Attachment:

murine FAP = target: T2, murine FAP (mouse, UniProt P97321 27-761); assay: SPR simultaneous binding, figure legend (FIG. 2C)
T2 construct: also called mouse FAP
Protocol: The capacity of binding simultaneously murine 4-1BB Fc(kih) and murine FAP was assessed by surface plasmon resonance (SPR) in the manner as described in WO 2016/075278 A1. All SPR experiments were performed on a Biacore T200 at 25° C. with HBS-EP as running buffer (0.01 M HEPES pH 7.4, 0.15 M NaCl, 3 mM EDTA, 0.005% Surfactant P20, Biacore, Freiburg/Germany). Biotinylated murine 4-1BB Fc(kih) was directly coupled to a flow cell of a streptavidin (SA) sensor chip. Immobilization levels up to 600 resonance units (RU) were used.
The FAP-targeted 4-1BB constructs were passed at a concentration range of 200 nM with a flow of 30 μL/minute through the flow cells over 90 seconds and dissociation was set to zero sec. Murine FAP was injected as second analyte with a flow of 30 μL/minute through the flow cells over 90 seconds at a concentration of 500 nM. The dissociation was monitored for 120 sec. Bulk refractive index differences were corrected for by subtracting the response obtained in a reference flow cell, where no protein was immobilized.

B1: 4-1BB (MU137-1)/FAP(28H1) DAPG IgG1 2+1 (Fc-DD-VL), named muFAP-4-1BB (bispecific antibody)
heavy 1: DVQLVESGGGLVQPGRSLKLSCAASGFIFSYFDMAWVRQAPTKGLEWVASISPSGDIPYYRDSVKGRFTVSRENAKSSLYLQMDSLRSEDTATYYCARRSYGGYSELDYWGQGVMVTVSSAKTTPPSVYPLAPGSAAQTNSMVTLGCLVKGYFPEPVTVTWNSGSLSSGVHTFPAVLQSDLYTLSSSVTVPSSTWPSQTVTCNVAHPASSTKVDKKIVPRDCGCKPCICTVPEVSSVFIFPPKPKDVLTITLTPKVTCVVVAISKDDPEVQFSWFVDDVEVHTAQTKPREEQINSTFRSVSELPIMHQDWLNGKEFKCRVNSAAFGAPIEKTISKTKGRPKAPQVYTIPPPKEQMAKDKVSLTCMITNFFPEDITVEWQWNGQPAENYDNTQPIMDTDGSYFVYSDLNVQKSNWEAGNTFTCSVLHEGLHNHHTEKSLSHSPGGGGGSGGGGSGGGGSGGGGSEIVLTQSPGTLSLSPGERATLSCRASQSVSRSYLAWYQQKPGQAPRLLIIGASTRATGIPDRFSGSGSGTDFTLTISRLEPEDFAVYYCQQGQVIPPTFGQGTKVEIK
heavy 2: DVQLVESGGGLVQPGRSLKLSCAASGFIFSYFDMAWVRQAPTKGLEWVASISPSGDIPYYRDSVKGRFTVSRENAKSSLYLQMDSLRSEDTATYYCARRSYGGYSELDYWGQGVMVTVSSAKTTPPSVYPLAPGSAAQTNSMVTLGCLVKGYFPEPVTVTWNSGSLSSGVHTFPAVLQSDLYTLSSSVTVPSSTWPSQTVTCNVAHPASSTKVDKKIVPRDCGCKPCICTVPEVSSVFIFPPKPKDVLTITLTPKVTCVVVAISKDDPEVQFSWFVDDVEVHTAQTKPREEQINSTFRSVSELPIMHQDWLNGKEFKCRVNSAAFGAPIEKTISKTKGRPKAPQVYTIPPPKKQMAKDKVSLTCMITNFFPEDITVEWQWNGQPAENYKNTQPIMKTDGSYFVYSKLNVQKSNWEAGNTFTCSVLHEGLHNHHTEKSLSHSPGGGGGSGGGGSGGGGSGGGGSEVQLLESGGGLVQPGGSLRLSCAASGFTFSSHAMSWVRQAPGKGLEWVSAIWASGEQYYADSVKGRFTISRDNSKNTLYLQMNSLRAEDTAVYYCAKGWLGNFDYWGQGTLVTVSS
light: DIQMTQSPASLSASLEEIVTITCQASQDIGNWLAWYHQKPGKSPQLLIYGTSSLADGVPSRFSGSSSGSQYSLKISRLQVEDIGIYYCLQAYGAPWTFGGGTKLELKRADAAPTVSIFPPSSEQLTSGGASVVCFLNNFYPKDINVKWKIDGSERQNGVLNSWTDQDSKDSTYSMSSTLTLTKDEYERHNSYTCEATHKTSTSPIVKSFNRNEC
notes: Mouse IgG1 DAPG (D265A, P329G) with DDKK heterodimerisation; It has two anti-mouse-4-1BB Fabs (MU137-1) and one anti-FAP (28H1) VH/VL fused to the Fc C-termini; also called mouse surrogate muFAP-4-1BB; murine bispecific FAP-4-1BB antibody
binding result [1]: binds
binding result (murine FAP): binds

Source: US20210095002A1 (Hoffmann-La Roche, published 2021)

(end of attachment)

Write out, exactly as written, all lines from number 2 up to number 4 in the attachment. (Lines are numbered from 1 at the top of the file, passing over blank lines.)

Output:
T2 construct: also called mouse FAP
Protocol: The capacity of binding simultaneously murine 4-1BB Fc(kih) and murine FAP was assessed by surface plasmon resonance (SPR) in the manner as described in WO 2016/075278 A1. All SPR experiments were performed on a Biacore T200 at 25° C. with HBS-EP as running buffer (0.01 M HEPES pH 7.4, 0.15 M NaCl, 3 mM EDTA, 0.005% Surfactant P20, Biacore, Freiburg/Germany). Biotinylated murine 4-1BB Fc(kih) was directly coupled to a flow cell of a streptavidin (SA) sensor chip. Immobilization levels up to 600 resonance units (RU) were used.
The FAP-targeted 4-1BB constructs were passed at a concentration range of 200 nM with a flow of 30 μL/minute through the flow cells over 90 seconds and dissociation was set to zero sec. Murine FAP was injected as second analyte with a flow of 30 μL/minute through the flow cells over 90 seconds at a concentration of 500 nM. The dissociation was monitored for 120 sec. Bulk refractive index differences were corrected for by subtracting the response obtained in a reference flow cell, where no protein was immobilized.